Dude, this actually sounds like a fairly decent description of at least part of who I can be sometimes. I definitely over-analyze basically everything.
For instance, when I’m on the bus and someone’s giggling and they happen to lock eyes with me for a second, I get all paranoid about what they are laughing about. I also am a preemptive isolationist, meaning I’ll distance myself from new people before they get the chance to do the same to me. It’s not necessarily a fear of rejection, but rather a very large distrust of others’ intentions. I don’t want to waste time putting myself out there if you aren’t worth the time, so I just shut you out and get all cold.
Tell me more about your experiences, friend.
@justinr, I can see that being true and it really opened my eyes to the power of mind. Psychedelics also introduced me to feelings of social awkwardness. I never felt so much judgement of others and myself until doing acid in a group setting. It made me so critical of how people interacted. And I think that ties in with what @lytning91, is getting at. I’m questioning intention and motive all of the time. I feel like I’ve fallen in a pattern of taking the defensive and sometimes for no reason at all. It seems, fairly often, that people are quick to judge and place labels on who I really am.. so I end up shutting myself in. I have moments of true clarity and peace, but no matter the highs I always seem to fall into this low place of doubt. Is it just a curse of the age I’m at (22) or is it something more?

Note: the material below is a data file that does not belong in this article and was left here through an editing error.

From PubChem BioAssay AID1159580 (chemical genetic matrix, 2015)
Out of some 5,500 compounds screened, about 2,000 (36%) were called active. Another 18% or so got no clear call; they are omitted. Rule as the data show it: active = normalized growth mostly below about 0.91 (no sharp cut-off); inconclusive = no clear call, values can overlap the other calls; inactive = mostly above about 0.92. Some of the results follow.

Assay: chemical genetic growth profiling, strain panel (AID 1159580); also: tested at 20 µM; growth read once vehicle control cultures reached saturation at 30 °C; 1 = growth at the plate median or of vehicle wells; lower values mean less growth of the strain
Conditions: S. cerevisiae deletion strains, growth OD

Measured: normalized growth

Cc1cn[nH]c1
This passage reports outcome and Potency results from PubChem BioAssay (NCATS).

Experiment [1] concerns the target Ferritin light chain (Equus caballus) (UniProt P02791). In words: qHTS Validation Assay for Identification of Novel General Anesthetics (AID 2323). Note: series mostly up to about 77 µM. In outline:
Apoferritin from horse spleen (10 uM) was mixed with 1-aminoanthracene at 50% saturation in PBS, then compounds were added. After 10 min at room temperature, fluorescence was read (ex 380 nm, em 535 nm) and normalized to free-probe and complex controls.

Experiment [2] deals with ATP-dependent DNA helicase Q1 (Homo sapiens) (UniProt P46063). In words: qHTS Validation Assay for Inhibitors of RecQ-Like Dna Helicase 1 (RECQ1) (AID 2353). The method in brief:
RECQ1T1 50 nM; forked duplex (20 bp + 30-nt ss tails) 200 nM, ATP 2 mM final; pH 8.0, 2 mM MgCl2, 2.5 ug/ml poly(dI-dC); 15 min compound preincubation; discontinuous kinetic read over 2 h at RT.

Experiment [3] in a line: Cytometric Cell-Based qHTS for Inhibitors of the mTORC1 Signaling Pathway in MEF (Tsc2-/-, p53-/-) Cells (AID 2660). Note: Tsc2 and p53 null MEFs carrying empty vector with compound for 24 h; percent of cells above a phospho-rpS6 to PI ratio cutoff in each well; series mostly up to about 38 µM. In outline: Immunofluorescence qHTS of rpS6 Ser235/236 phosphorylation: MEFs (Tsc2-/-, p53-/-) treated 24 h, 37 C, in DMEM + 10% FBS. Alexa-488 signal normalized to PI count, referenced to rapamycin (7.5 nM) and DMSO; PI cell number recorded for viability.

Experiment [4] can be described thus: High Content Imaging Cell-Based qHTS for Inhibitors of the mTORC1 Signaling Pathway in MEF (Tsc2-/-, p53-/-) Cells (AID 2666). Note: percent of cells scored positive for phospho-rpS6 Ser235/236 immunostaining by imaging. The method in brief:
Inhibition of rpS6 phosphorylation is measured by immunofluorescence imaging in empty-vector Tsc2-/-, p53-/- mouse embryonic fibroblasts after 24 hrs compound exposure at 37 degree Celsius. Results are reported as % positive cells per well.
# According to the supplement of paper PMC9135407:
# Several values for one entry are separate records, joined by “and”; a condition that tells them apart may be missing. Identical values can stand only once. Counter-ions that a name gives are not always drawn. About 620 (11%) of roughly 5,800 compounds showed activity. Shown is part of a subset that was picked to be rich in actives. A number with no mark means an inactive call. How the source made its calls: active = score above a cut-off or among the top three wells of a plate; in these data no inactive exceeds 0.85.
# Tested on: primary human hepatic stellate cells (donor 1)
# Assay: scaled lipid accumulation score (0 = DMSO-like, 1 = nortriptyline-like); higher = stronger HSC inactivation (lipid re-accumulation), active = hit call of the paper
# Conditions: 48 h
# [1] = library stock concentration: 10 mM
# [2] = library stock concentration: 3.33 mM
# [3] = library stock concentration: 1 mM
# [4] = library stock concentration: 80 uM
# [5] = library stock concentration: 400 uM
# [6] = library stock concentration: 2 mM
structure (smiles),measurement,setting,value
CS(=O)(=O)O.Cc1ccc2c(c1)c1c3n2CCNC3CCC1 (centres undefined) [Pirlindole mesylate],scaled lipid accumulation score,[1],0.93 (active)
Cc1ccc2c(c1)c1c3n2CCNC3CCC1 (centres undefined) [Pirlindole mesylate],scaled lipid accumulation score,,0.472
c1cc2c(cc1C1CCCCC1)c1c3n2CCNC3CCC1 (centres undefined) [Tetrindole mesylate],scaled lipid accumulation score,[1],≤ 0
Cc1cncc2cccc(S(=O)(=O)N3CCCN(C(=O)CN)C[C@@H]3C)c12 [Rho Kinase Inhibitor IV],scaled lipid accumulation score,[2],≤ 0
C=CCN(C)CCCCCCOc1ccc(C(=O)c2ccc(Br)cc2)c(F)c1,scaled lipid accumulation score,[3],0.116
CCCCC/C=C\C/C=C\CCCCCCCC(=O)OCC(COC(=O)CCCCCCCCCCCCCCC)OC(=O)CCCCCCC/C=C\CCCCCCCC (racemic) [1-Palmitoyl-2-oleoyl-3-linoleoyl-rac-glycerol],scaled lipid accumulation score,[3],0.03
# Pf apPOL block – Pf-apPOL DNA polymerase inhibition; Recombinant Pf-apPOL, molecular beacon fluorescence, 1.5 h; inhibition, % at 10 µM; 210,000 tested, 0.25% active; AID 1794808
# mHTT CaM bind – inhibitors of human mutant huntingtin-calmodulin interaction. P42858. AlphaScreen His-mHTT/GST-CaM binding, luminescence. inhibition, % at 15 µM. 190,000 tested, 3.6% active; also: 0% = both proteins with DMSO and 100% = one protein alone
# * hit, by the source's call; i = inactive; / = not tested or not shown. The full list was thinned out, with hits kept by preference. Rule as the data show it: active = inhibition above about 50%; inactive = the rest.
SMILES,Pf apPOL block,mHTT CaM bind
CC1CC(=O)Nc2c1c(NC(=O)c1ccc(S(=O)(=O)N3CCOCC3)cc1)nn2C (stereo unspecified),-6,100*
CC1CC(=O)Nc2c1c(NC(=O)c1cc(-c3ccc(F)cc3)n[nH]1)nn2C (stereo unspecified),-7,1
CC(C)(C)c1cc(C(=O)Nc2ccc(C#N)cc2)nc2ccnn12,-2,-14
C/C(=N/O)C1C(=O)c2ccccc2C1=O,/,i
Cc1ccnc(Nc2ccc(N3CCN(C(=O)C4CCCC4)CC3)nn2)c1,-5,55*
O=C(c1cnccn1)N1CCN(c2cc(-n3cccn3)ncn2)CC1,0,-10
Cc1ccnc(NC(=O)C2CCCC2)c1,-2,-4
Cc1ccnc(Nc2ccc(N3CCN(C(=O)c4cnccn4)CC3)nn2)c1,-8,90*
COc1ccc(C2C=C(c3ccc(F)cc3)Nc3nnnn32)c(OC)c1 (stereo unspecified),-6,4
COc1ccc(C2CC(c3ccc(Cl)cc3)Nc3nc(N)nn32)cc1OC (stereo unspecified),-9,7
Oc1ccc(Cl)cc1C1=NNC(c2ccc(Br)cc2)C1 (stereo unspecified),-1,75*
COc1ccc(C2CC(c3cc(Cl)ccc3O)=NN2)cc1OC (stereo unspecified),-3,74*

@brokenthrough, I can definitely relate to your circumstances. The only difference is that I dont rely on even my closest friends and family for anything. Really though, the only advice I can give you is that I find my best opportunities arise when Im doing something I enjoy that is also productive. Those are the moments when I am fully applying myself to life and not worried about things that are out of my control. Which is opposite of your final sentence. So, just enjoy yourself and do stuff you like on a regular basis and if what you want to do is have close relationships with different people then you will. People that you find really interesting will be doing those same things.
@justinr, He must have been blocking his serotonin receptors somehow or an lsd inhibitor is within you or something. Or maybe he can ignore his bodies reaction and remain focused? hmm..
Don’t take psychedelics for this type of problem, meditation is the key for this.